A new study that showed reducing “door-to-balloon” times in hospitals did not improve survival rates for patients with severe heart attacks, also emphasizes the need to save time between the start of severe heart attack symptoms and patients’ arrival at the hospital, said Gray Ellrodt, M.D., national spokesperson for the American Heart Association and chief of medicine at Berkshire Medical Center in Pittsfield, Mass.

A recent New England Journal of Medicine study reviewed the records of about 97,000 patients with severe heart attacks who were admitted to 515 hospitals between 2005 and 2009.

Researchers found that although many hospitals improved the time between when patients arrive at the emergency room and undergo primary percutaneous coronary intervention – or door-to-balloon times – there was not a similar improvement in survival rate.

Percutaneous Coronary Intervention treats patients with ST-elevation myocardial infarction, a heart attack that occurs when the blood flow that brings oxygen to the heart muscle is severely reduced or stopped. Also known as angioplasty, the procedure uses a balloon to clear the blockages and restores normal blood flow to the heart muscle.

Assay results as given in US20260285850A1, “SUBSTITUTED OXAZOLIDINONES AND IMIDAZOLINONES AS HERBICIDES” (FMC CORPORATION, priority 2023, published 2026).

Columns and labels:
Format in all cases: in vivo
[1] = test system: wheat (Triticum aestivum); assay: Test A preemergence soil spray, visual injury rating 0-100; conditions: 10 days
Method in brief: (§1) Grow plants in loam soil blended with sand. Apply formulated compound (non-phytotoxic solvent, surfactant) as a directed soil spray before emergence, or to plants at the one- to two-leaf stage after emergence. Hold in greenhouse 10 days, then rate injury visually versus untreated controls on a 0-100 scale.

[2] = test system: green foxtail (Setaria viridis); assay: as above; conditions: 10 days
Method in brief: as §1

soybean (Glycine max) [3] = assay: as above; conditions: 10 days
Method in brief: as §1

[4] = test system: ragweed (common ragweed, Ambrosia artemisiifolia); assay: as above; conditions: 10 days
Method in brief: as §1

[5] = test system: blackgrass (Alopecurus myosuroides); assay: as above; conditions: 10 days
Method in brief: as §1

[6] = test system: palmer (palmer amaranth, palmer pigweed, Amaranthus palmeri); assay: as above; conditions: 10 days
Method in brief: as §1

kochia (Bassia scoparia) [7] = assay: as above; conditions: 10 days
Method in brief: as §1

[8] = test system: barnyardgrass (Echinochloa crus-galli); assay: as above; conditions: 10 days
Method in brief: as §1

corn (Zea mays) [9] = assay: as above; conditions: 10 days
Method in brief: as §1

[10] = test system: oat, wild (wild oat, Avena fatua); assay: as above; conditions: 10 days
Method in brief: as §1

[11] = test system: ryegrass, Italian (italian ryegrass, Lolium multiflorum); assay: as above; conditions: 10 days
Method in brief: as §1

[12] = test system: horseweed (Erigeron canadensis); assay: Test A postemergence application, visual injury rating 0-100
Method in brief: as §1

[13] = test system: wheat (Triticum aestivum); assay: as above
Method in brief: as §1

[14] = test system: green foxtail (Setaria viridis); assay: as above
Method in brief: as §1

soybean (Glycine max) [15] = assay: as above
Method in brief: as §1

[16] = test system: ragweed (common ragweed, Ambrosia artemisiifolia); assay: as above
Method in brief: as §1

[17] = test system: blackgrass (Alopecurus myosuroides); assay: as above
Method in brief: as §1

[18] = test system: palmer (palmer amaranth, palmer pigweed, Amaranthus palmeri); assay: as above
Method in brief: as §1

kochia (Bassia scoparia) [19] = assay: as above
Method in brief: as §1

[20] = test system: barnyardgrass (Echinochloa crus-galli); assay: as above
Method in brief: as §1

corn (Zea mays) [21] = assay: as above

“It’s encouraging that hospitals universally have responded to the initiatives to decrease door-to-balloon times and have achieved maximal benefit,” said Dr. Ellrodt, also chair of the American Heart Association’s Mission: Lifeline advisory working group. “Now, we must pivot and increase focus on pre-hospital triage, treatment, and transport.”

Forty percent of patients with severe heart attack don’t call 9-1-1, causing significant treatment delays.

“There is great opportunity for earlier EMS activation and utilization, more pre-hospital diagnosis, and emergency department bypass for low-risk patients,” said Dr. Ellrodt. “Most importantly, we need to greatly improve the ECG interpretation skills by EMS and the emergency department.”

The American Heart Association’s Mission: Lifeline program encourages patients, first responders and hospitals to streamline care for severe heart attacks by:

  • Increasing patients’ awareness of symptoms and the need to call 9-1-1;
  • Reducing the amount of time between first symptoms and treatment;
  • Improving EMS recognition and diagnosis of severe heart attacks;
  • Equipping and training EMS to use electrocardiograms en route to the hospital;
  • Activating the cardiac catheterization lab quickly and appropriately;
  • Shortening the transfer time between medical facilities.

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